"Trials are so sensational." "Jury duty is a drag." "Famous people pay their way to justice."
Our complaints demonstrate how we take our open system for granted. Not without reason, unfortunately: Participation in the legal system is demanding, not well compensated ($15/day!) and disruptive. I would not want, could not afford to and would be completely stressed out by sitting on a jury for eight weeks.
However, it wasn’t me in the jury box so, along with my close litigator friend who advised me on the finer points, I sat back to enjoy Day 2 of Oracle v. Google. The Peninsula giants faced off in the United States District Court for Northern California and conducted a very well executed trial.
Very well executed. Excuse my pop culture references but if you've never seen a trial, you're apt to imagine courtroom scenes from shows like Law & Order. This trial dwarfed any set from that show. Where the TV attorneys are seated at a picnic tables before the judge, the cliques of Oracle and Google attorneys sat at tables from Harry Potter's dining hall scenes.
A bank of technology experts orchestrated evidence so that, at the mere mention of a line from a deposition, the corresponding video footage appeared on a monitor positioned for each juror and on large screens provided for the room.
The attorneys were prepared and poised. Judge Alsup ran an efficient courtroom, moving the proceedings along briskly but also with very gentle conversations with the jury, making sure they kept up.
And so on and so on. As members of the public, we don't have to pay an admission fee to observe these proceedings. As litigants, we don't have to pay the system to participate and, unlike our European counterparts, each side almost always pay their own legal bills. (For better or worse, anyone can file a claim.)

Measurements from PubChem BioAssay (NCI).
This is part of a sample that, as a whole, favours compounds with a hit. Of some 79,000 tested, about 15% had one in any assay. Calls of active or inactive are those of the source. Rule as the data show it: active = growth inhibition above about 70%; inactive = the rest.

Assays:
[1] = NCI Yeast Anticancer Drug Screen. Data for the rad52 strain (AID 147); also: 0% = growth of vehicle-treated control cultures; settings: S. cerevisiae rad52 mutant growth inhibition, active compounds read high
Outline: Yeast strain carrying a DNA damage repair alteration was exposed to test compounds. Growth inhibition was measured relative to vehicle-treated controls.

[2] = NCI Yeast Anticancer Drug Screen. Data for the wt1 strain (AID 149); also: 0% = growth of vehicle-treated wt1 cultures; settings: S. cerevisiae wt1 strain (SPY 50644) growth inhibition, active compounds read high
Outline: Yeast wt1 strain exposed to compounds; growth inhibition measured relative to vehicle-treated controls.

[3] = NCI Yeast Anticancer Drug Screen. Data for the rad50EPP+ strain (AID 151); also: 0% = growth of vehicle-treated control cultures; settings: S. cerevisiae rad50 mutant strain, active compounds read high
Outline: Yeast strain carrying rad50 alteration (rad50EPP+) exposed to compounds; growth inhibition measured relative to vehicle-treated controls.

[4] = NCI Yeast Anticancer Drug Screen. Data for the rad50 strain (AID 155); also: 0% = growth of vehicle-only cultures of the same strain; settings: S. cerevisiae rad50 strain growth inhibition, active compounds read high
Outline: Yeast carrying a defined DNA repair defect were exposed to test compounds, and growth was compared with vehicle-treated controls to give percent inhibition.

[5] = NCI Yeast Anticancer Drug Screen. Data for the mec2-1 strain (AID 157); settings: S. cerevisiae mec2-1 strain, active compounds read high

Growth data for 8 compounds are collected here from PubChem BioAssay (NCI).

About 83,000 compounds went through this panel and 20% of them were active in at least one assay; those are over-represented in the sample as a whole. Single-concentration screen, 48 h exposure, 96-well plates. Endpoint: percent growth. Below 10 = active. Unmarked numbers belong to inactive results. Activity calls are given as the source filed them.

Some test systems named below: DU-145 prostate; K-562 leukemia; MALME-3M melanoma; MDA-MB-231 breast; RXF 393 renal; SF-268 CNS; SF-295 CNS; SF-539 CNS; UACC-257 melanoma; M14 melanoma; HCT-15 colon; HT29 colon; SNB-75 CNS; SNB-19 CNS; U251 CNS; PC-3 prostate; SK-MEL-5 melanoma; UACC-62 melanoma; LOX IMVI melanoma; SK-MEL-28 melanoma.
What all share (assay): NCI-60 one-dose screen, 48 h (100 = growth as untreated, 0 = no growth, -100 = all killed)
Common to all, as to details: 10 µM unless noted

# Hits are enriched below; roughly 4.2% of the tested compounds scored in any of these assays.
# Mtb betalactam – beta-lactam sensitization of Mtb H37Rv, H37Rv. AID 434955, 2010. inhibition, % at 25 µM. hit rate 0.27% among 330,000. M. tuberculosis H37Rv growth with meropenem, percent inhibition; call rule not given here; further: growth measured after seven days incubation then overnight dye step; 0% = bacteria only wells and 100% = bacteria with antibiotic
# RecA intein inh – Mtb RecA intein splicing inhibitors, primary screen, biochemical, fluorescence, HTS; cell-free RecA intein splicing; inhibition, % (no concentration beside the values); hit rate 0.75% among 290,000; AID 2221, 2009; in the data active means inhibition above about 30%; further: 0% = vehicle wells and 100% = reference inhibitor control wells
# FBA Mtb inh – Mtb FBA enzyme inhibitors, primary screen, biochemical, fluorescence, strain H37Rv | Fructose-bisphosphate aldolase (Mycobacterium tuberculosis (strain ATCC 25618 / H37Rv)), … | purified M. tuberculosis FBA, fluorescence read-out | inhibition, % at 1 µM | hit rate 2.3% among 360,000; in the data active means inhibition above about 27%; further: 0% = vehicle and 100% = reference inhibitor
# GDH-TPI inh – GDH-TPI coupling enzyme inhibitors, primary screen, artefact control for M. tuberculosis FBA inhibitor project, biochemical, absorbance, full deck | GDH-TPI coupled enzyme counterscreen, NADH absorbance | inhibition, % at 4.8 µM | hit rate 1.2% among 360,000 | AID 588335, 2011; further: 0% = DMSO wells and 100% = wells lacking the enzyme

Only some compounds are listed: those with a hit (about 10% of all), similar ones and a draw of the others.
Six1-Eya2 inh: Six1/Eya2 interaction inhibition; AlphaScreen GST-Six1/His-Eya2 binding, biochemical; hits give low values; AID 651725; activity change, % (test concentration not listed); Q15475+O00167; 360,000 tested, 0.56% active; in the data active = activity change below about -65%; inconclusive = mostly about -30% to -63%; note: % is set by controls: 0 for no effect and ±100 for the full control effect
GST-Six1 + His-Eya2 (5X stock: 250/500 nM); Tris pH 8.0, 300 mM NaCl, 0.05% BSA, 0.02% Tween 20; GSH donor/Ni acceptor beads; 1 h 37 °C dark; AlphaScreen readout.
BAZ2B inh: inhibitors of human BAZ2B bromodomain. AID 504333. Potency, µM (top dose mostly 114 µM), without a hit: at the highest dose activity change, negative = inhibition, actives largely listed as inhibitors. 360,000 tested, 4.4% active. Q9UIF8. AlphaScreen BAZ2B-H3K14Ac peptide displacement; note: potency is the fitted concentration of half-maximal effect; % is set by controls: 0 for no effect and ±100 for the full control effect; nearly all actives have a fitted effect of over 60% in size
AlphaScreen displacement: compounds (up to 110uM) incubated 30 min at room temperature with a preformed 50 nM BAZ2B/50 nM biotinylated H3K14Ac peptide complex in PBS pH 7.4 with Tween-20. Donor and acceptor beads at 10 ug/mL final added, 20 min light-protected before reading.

The fact that we all have access to trials every day in every county, even for a dispute of this scale, motivated me to write this blog post, to encourage visiting once in a while. See your tax dollars at work.
On the other hand, the fact that we pluck strangers out of their lives, hand them expert level information that they previously held no inclination to research on their own, have them make decisions on it, to then potentially and very possibly significantly impact the lives of other people . . .. It’s mad.
It might have worked better in simpler times, over disputes involving relateable subject matter like wayward chicken and property lines.
I know. This is a technology case; I'm an IP attorney. Wayward chicken???
The details are clear enough in the news reports. As interesting as this case is from legal and technological perspectives, it also illustrates our wider struggle to keep up with Life, which, as ever, outpaces our processes.
Everyone in that room, even the Oracle attorneys, has used Google. This case exemplifies how we can have familiarity of a subject matter, yet not the expertise to judge it. In a world of ever-expanding knowledge, this is going to continue as information grows specialized. We have learned from the unprecedented transparency encouraged in every sector of our economy. As consumers, we are already more sophisticated than we were a mere five years ago but jury duty is a very important pop quiz with high stakes.
Can we keep up with the challenge?
In any case, from what I’ve read of the trial so far, the jury verdicts are confusing. Given what we know of our system, though, it’s not that surprising.